H. S. Firestone on Rubber Situation

H. S. Firestone on Rubber Situation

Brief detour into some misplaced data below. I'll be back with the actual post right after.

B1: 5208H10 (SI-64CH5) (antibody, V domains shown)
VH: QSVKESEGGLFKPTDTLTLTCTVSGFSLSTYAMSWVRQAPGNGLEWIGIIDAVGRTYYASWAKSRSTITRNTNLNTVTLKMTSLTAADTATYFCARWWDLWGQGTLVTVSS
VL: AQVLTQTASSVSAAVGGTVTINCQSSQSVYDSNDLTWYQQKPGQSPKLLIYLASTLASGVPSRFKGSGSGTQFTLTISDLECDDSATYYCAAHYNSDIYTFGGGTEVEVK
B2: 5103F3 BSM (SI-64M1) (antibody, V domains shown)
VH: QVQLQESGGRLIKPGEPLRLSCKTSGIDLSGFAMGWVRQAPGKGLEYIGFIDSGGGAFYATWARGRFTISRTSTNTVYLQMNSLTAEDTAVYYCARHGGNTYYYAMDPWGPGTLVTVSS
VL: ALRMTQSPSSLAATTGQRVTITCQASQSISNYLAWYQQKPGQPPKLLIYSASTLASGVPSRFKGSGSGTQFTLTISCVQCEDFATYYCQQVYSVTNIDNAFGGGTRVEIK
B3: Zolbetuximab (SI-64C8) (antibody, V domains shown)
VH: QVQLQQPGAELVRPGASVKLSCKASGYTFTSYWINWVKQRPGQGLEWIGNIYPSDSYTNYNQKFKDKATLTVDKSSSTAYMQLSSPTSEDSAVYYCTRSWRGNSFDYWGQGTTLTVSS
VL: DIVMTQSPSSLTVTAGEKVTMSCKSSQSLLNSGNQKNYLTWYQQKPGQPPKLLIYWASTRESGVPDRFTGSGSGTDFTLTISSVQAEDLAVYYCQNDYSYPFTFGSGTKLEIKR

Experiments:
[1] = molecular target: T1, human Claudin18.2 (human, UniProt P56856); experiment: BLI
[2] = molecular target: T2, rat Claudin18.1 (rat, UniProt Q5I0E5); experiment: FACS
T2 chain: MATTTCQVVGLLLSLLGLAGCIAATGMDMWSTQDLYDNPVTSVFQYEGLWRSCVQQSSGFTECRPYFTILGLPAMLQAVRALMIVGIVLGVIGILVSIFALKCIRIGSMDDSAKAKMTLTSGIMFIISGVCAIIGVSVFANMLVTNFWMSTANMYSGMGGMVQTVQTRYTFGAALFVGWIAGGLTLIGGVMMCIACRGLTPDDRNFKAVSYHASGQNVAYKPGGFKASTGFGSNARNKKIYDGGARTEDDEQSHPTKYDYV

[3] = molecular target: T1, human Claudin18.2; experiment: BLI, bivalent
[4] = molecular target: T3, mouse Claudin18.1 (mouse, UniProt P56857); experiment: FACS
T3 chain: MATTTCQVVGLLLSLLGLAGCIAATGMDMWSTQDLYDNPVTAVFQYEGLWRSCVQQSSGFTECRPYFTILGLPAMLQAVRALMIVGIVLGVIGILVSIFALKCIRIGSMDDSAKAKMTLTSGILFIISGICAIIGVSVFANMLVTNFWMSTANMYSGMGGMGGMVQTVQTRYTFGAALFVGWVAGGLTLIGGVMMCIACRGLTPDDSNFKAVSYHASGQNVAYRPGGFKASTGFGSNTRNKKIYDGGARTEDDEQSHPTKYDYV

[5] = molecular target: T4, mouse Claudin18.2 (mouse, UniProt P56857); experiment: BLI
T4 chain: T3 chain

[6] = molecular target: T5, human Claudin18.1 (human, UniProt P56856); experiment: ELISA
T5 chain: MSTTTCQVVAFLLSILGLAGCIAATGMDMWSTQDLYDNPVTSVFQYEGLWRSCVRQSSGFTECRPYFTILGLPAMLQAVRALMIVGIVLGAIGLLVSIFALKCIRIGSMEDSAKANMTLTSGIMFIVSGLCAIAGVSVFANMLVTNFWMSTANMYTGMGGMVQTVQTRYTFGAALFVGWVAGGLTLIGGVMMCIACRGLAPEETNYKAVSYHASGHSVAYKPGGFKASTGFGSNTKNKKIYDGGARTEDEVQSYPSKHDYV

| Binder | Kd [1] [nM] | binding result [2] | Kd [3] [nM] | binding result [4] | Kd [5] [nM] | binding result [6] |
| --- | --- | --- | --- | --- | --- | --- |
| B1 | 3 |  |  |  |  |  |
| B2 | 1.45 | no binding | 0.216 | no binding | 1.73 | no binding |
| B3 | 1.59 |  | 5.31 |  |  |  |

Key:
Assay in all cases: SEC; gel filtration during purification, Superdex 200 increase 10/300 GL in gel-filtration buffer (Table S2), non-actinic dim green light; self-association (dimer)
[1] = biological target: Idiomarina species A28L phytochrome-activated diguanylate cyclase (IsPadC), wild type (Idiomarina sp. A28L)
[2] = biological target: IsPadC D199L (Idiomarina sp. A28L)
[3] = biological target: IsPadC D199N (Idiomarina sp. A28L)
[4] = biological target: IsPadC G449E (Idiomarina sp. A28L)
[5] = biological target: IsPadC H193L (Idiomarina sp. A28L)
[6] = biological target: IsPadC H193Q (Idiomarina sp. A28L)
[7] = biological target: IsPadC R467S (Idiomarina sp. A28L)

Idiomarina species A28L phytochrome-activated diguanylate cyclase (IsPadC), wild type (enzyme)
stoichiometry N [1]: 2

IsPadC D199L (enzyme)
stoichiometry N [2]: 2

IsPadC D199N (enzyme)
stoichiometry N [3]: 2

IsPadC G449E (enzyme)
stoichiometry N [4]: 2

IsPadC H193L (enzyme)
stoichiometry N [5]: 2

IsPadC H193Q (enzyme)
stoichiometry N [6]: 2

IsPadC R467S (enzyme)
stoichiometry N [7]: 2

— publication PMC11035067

In an interview regarding the present crude rubber situation. H. S. Firestone, president of the Firestone Tire & Rubber Company, Akron, O., said: “A sharp turn of war conditions may quickly relieve the present tie-up of navigation and permit crude rubber shipments to reach us, but right now the situation is serious. Just to be an optimist, I might tell you that the crisis is past, but I can’t do it without deceiving you and myself. It needs no deep analysis or exhaustive investigation to size up the crude rubber situation. Everything is on the surface and everybody who reads the war news knows as much as the rubber manufacturers as to the date when regular shipments will again start. Here’s the facts. Over 60 per cent of the crude rubber used in the United States comes ‘from the Far East, via the Red Sea and the Mediterranean. No merchant ships are passing through these seas now, and we don’t know when they will start, surely not for a while. Shippers could divert the shipments via the Pacific Ocean to our western coast, but this change would require time and we have no word that such a course is under advisement. London, of course, has always been the transfer point, but the high grade rubber in stock there would not supply the American rubber manufacturers more than a week. Naturally at this point there are also big accumulations of ‘off grades’ available (that is. cheap rubber usually unsaleable for the making of tires), and there has been recent activity in this grade. Firestone, however, would close their plant rather than use this low grade rubber. Being shut off from the east, we must look to South America for our supply. Here we find only a few hundred tons in stock, because the Brazilian district has a steady market for all they make during their open season. Just now this country is flooded with torrential rains and the gathering of crude rubber cannot start until October. So we find but little immediate relief there. When shipments start to come in from the east, crude rubber prices will probably decline sharply, although it has been reported unofficially that when navigation stopped the plantation owners laid off their men and ceased tapping the trees. This, of course, would mean a shortage of rubber, but it is my personal opinion that transportation is the main difficulty and that as soon as navigation opens, we will find plenty of rubber to supply this country.”

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